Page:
The Exclusion Alternative

Given all of the above challenges and the fact that drop points and units account for a small proportion of the frame, one may argue for excluding these addresses altogether. The loss in overall coverage would be small (1.5%) and the logistical challenge of collecting data from these units would be avoided. Unfortunately, drop points/units are not evenly dispersed throughout the country (Figure 2). Drop points are clustered in older urban areas such as New York, Chicago, Boston, and Philadelphia.

Figure 2. Drop Points by County
Map of the counties in the United States. The color of each county reflects of the number of drop points in the county.

Whereas only 0.5% of all residential units are drop units in the state of Arkansas, for example, the percent rises as high as 27.0% in Queens County, New York (Table 1). A local survey with few drop units in the geography may be able to exclude drop units with little consequence, but their exclusion from other geographies could result in significant undercoverage.

Table 1. Saturation of Drop Units in a Selection of Geographies
AreaResidential Addresses (N)Drop Units (N)Drop Units/Resid. Add. (%)
Arkansas State1,514,3767,3850.5
New York State8,611,306799,8809.3
New York City3,560,697638,16217.9
Queens County868,187234,04427.0

Drop units are further clustered within cities. As the proportion of drop units increases in a census community, the average age of the buildings, proportion of households with children, and the proportion of African-Americans and Latinos also increases, while the median income and owner occupancy rate decrease (Clark & Moul, 2003; Dekker, Amaya, LeClere, & English, 2012). Exclusion of all drop point units would likely bias estimates correlated with these demographic variables.


Different protocols may be appropriate for different types of surveys. We have attempted to list the most likely survey environments here and provide recommendations based on our knowledge as of January 2017.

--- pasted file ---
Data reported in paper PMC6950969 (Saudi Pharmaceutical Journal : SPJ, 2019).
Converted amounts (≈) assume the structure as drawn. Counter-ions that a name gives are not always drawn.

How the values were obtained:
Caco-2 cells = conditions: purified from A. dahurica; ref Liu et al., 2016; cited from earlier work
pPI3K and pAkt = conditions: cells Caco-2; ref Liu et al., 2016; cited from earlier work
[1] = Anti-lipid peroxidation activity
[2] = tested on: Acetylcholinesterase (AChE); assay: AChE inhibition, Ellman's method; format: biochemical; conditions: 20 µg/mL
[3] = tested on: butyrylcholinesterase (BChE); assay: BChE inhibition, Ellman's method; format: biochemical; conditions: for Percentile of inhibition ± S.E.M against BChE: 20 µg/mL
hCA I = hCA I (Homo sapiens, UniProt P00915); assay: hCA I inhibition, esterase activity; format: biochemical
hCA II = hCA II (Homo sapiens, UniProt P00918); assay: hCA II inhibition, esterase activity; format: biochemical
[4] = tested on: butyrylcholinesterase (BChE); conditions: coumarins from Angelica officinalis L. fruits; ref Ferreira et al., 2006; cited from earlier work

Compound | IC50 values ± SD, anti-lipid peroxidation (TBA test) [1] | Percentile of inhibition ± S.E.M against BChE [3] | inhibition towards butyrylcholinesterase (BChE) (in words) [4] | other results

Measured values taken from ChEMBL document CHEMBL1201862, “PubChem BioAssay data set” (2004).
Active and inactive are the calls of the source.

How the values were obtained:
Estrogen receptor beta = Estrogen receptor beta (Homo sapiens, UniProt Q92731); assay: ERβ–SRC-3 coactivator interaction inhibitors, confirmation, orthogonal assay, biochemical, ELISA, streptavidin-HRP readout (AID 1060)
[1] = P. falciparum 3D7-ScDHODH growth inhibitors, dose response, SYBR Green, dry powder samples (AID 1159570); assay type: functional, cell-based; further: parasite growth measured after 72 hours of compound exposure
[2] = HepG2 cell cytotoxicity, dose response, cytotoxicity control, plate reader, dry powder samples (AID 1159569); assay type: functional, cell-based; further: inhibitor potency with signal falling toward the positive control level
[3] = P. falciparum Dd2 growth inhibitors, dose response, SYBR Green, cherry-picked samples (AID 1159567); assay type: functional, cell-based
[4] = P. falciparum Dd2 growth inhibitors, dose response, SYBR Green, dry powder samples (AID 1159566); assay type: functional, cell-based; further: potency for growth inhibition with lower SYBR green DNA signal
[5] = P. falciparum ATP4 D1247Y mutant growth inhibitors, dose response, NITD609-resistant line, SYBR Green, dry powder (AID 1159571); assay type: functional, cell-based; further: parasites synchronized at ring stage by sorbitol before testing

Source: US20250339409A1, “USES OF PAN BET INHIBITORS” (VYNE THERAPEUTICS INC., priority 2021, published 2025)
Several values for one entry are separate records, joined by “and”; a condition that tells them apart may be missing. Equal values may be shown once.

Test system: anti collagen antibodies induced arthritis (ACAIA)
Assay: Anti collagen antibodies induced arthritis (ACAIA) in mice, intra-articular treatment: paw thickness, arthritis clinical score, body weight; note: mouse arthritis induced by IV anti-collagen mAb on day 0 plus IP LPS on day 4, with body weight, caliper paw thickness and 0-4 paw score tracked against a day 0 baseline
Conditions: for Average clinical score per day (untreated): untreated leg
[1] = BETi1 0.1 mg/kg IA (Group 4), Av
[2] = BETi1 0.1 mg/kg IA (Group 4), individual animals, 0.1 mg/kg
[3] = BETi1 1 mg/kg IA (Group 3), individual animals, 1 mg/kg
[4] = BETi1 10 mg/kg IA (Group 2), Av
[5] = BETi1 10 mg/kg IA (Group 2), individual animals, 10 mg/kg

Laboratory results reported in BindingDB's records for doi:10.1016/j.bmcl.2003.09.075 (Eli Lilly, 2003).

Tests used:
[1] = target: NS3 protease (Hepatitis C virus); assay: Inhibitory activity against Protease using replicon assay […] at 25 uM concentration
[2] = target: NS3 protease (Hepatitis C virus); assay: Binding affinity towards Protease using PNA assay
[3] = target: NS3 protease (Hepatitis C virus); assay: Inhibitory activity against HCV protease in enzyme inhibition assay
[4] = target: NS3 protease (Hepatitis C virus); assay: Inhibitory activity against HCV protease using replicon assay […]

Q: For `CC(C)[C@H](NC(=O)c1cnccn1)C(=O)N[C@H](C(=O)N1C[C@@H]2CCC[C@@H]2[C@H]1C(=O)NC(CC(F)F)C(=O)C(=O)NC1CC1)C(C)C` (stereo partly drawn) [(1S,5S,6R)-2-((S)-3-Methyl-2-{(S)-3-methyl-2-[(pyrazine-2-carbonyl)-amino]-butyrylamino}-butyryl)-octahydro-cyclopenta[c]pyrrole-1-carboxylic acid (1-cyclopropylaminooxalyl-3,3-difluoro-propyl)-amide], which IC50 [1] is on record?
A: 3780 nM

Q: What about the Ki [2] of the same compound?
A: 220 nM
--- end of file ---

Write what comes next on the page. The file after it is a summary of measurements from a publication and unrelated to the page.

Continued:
• For small area surveys in which the drop units appear to be a relatively low proportion of the sample frame and do not appear to be clustered, they may be excluded from the frame with little risk of undercoverage or coverage bias. For all other surveys, drop units should be included on the frame.
  • In all cases, we recommend appending unit numbers from the NoStat file (and other vendor-supplied sources, if available).
  • To minimize self-selection bias, it may be appropriate to sample the entire drop point when the number of units is small (two to three units) but subsample medium and large drop points.
  • After a sample has been drawn, it may be worthwhile to investigate exceptionally large drop points (via Google Maps, a phone call to the main office if one can be located, or an in-person visit), since these are less likely to be housing units. Large drop points are rare and few (if any) are likely to be selected. So, this approach may be useful to minimize complications during data collection.
  • Finally, an address-based sample using the CDS is not appropriate for all areas. Given the large proportion of drop points/units in New York state and the New York City metropolitan area (including Newark and Jersey City), we would advise using an alternative frame or enhanced listing procedure. To a lesser extent, the CDS may also be inappropriate in Philadelphia, Chicago, and Boston.

Works Cited


  1. For simplicity’s sake, we refer to the frame as the CDS. In practice, the frame used by researchers is obtained from a sample vendor and is based largely, but not exclusively, on the CDS. For more details on the distinction, please refer to Section 2.1 of the Address-based Sampling Task Force Report (American Association for Public Opinion Research, 2016).
  2. All data were pulled from the January 2017 CDS.
  3. Unique addresses have a unique combination of ADDRESS1, ADDRESS2, CITY, STATE, and ZIP on the frame. Residential addresses include all housing units, even if there are duplicate addresses. A drop point building with five units would count as one unique address but five residential addresses. A typical multi-unit building with five units would count as five unique addresses and five residential addresses. Both unique addresses and residential addresses include addresses listed as all residential, mostly residential, and mostly business.
  4. In rare cases, a building or street address may be mixed, containing both units that have a unit number and others that do not. This occurs when a single building has two (or more) mail receptacles, one used by a single housing unit and the other by two or more drop units. This phenomenon typically occurs when there are multiple entrances to a building: one entrance and mail receptacle may be used only by the basement unit, for example, while the other is used by all other units in the building (Amaya, LeClere, Fiorio, & English, 2014).
  5. There are a few frame errors regarding drop points of which statisticians should be aware. There are 36 drop points that only have one drop unit. These should be considered single units, not drop points, and sampled accordingly. There are also 806 duplicate addresses that are not flagged as drop units but make up only 296 unique addresses. These should be de-duplicated and treated as typical city-style addresses.
  6. NoStat is a U.S. Postal Service (USPS) database of supplemental data not included on the CDS. It includes rural vacant addresses, new growth (e.g., unfinished, new construction), and unit numbers for some drop units.